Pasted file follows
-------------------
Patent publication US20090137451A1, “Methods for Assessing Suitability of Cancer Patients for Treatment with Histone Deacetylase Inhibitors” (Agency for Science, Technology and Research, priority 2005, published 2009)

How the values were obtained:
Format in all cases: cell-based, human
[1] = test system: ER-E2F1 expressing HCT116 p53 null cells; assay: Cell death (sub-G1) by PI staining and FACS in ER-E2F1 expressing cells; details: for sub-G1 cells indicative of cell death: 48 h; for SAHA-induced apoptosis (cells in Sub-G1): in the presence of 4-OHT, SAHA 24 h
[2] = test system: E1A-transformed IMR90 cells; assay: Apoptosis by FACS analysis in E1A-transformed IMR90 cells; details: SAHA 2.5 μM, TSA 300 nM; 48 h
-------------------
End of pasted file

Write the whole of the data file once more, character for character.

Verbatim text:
Patent publication US20090137451A1, “Methods for Assessing Suitability of Cancer Patients for Treatment with Histone Deacetylase Inhibitors” (Agency for Science, Technology and Research, priority 2005, published 2009)

How the values were obtained:
Format in all cases: cell-based, human
[1] = test system: ER-E2F1 expressing HCT116 p53 null cells; assay: Cell death (sub-G1) by PI staining and FACS in ER-E2F1 expressing cells; details: for sub-G1 cells indicative of cell death: 48 h; for SAHA-induced apoptosis (cells in Sub-G1): in the presence of 4-OHT, SAHA 24 h
[2] = test system: E1A-transformed IMR90 cells; assay: Apoptosis by FACS analysis in E1A-transformed IMR90 cells; details: SAHA 2.5 μM, TSA 300 nM; 48 h